Innovation Zone ThePackHub -


Welcome to this week’s ThePackHub Innovation Zone snapshot.

ThePackHub collates 20 new packaging innovations each week and we have picked four recent examples for you to peruse below.

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#1 Infrared scanner can detect freshness of food to reduce food waste

Every year, a third of all food produced in the world is wasted. This is equivalent to 1.3 billion tonnes according to figures from the United Nations Food and Agricultural Association. A new innovation has been developed by researchers at Fraunhofer in the hope of reducing the perfectly edible food that is wasted due to consumers not being sure if it is still fresh to eat. Scientists from the German research institute have developed a small infrared portable scanner that will determine if a food item has gone bad as well as its degree of ripeness. The solution could prove to be a useful tool for retailers, industry food handlers and consumers to help prevent what is essentially unnecessary food waste. The device is based on a high-precision near-infrared sensor. An infrared beam is shone on the food and the reflected light is measured across the IR spectrum. The absorption spectrum from the food is compared with a known sample to help determine the food condition. The scanner is still in the demonstrator stage with consumer testing at supermarkets due to start later this year.

More info in The Innovation Zone.

#2 Anti-fog coating helps extend freshness of refrigerated foods

Bostik provides adhesive technologies across a wide range of sectors including construction, automotive, aerospace, rail and, of course, packaging. The business has developed a new anti-fog coating for flexible film lids. The solution stops water droplets from forming as well as helping to extend freshness of refrigerated foods that suffer with moisture. The technology also helps improve produce appeal by keeping lids clear so consumers can see the contents. The co-polyester coatings combine anti-fog capability alongside heat seal functionality. This requires one process step instead of two and work with existing converting equipment.. The coatings have excellent seal strength to PET with a smooth peel when opened.

#3 Reverse vending scheme starts Brazil market roll out

Agricultural and consumer goods giant Cargill has combined with Triciclo on a new recycling initiative. TriCiclos began in Chile in 2009 with an objective to create a triple of sustainability goals based on social, environmental and financial needs. The businesses have come together to offer a new option for the correct disposal of packaging to Brazilian consumers. A pilot of seven machines can now accept a range of packaging formats including carton packs, aluminium, steel and PET. Each type of waste has a score and in exchange for the packaging waste, consumers can earn points to earn money off utility bills, public transport tickets or mobile phone bills. All brand packaging, not just Cargill’s can be accepted. Consumers need to register for free using the Return Machine itself, via an app or through the website. The collected material is sent to recyclers and cooperatives to generate new raw materials. See also Reverse vending machine trial rewards theme park goers and Reverse vending machine helps recycle festival plastics.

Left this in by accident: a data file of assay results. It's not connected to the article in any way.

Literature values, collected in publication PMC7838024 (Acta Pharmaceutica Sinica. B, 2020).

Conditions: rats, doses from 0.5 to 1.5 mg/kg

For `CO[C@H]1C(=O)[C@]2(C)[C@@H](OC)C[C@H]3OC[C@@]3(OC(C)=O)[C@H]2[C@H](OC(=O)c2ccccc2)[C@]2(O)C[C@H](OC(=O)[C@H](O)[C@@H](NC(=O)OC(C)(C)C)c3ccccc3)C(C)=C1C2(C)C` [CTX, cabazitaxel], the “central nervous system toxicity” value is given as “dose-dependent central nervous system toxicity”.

More info in The Innovation Zone.

#4 Algae-based bio-material doesn’t require land or fresh water to develop

Scientists from Tel Aviv University are working on a new bio-plastic derived from marine microorganisms in an attempt to reduce the environmental impact of biodegradable plastics. The new process does not rely on fertile soil and fresh water to grow the plant matter, which is in short supply in many parts of the world. This also puts demands on farming capacity that needs to be used to grow food crops. Researchers from Tel Aviv University have been developing a sea lettuce algae called Ulva lactuca to help create a new bio-material. It is cultivated in the sea, and then fed to single-celled Haloferax mediterranei microorganisms, which excrete a PHA bioplastic polymer. This can then be used to produce biodegradable plastics. Work is ongoing accessing alternative bacteria and algae to find combinations capable of producing bio-plastics with different functional properties. A research paper has been published in the Bioresource Technology journal.

More info in The Innovation Zone.



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Please visit ThePackHub or call us on +44(0)118 963 9990 to find out more about the range of packaging innovation services we offer. We’ve delivered projects for a number of brand owner, retailer and packaging suppliers.

Until next time. Happy innovating.

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